Photo Courtesy of Sen. Addabbo’s Office
Addabbo recently presented Kew Gardens resident Helen “Leah” Olynciw with a Senate Citation in honor of her 100th birthday. This week, the senator applauded the expansion of senior citizen and disabled homeowner property tax exemption programs in the city.
By Forum Staff
A bill recently signed into law will enable greater numbers of senior citizen and disabled homeowners in the five boroughs to seek relief from high property tax bills, according to State Sen. Joe Addabbo, Jr. (D-Howard Beach), who supported the legislation in Albany.
The annual household income cap for participating in the Senior Citizen Homeowners Exemption and Disabled Homeowners’ Exemption programs has now been raised to $50,000 from $29,000 for a full 50-percent property tax exemption, and to $58,399 from $37,399 for a partial exemption. Seniors must be 65 or older to participate. The tax relief programs offer property tax exemptions ranging from five percent to 50 percent of a home’s assessed value, Addabbo noted.
“It has been 11 years since income eligibility levels were last raised under the SCHE and DHE programs. With this expansion, many more senior citizens and disabled homeowners will be able to seek welcome property tax breaks,” said the senator, a member of the Committee on Aging. “Eligible seniors and disabled homeowners can save hundreds of dollars in property taxes under these programs. Benefit programs like this lend a critical helping hand to people living on fixed incomes who want to remain in their communities without fear of losing their homes.”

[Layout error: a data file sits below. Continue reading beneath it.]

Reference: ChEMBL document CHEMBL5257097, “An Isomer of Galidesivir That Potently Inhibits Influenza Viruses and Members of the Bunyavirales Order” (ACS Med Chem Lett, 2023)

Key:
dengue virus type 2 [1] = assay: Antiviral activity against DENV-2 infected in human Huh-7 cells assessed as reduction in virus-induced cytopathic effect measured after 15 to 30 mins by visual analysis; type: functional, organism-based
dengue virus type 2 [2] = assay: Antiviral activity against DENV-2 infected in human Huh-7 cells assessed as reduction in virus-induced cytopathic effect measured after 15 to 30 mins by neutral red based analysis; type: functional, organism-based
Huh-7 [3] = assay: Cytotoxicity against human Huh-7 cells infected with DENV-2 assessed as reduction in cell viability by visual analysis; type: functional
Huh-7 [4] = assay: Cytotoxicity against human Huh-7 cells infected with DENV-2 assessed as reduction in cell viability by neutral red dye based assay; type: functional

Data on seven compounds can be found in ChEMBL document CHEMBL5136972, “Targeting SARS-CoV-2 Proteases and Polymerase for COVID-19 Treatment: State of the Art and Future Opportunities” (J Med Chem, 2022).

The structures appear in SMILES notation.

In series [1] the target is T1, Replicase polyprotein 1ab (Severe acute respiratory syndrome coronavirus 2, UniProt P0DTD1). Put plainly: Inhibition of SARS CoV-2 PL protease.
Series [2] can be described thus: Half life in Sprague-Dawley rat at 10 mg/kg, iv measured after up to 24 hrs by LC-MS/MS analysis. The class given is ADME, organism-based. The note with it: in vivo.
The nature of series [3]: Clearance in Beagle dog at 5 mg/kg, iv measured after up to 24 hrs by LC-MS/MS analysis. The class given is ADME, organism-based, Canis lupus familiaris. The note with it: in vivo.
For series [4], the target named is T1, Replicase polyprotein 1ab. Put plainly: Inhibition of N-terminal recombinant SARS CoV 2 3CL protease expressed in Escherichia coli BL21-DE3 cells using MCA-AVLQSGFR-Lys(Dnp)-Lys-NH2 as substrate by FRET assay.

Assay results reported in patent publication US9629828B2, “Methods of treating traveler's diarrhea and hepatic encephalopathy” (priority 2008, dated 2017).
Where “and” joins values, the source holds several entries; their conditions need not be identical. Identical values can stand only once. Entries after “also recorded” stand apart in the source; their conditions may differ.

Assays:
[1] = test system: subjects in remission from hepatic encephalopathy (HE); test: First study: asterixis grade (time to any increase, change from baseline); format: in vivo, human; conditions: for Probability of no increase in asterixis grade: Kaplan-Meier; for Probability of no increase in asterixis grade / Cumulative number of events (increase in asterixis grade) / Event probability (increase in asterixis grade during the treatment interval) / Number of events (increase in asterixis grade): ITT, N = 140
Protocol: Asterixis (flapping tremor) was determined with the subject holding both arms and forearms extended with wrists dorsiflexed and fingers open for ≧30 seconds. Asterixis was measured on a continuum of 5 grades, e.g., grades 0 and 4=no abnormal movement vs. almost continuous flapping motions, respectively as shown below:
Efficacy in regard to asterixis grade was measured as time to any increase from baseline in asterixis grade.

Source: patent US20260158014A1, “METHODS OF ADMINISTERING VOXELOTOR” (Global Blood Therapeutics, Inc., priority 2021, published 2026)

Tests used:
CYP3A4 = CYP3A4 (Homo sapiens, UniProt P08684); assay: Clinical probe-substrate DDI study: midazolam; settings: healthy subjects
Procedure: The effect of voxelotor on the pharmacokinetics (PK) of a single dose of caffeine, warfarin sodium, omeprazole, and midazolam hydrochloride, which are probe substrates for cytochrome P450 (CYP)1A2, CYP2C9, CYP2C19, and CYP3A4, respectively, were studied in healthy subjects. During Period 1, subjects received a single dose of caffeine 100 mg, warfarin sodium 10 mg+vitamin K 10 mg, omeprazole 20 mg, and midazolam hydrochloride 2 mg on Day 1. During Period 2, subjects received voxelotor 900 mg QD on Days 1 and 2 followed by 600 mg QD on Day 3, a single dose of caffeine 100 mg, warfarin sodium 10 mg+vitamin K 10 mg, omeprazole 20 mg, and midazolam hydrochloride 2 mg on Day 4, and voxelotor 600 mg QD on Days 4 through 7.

Addabbo said that interested homeowners who believe they may be eligible for SCHE or DHE may apply by Jan. 16, 2018 at nyc.gov/sche or nyc.gov/dhe. Those who are already receiving SCHE or DHE do not need to take any action; any increases to their benefits will appear on their 2018 property tax bills, with a retroactive credit to July 1, 2017. Homeowners who were previously denied tax relief because their income was too high will also have benefits applied to their accounts automatically, starting with the 2018 tax bill with a retroactive credit to July 1, 2017.
“Providing [disabled and elderly residents] with tax relief is one way to help them afford other basic life necessities and lead happier, healthier and more dignified lives,” Addabbo added.